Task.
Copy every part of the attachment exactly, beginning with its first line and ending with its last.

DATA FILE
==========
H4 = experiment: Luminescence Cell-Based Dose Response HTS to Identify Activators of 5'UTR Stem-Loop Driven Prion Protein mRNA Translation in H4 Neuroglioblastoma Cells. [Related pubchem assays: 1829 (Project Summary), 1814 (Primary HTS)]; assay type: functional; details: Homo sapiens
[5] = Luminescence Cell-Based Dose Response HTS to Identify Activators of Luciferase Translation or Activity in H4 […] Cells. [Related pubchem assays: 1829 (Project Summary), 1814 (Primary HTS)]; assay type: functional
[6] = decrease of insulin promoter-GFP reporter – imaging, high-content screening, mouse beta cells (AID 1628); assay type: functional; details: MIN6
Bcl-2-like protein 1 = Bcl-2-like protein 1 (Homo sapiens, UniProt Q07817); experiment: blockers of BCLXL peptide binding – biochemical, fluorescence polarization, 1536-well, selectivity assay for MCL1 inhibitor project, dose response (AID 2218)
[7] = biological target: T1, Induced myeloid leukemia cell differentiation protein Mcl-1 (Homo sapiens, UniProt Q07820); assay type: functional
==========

H4 = experiment: Luminescence Cell-Based Dose Response HTS to Identify Activators of 5'UTR Stem-Loop Driven Prion Protein mRNA Translation in H4 Neuroglioblastoma Cells. [Related pubchem assays: 1829 (Project Summary), 1814 (Primary HTS)]; assay type: functional; details: Homo sapiens
[5] = Luminescence Cell-Based Dose Response HTS to Identify Activators of Luciferase Translation or Activity in H4 […] Cells. [Related pubchem assays: 1829 (Project Summary), 1814 (Primary HTS)]; assay type: functional
[6] = decrease of insulin promoter-GFP reporter – imaging, high-content screening, mouse beta cells (AID 1628); assay type: functional; details: MIN6
Bcl-2-like protein 1 = Bcl-2-like protein 1 (Homo sapiens, UniProt Q07817); experiment: blockers of BCLXL peptide binding – biochemical, fluorescence polarization, 1536-well, selectivity assay for MCL1 inhibitor project, dose response (AID 2218)
[7] = biological target: T1, Induced myeloid leukemia cell differentiation protein Mcl-1 (Homo sapiens, UniProt Q07820); assay type: functional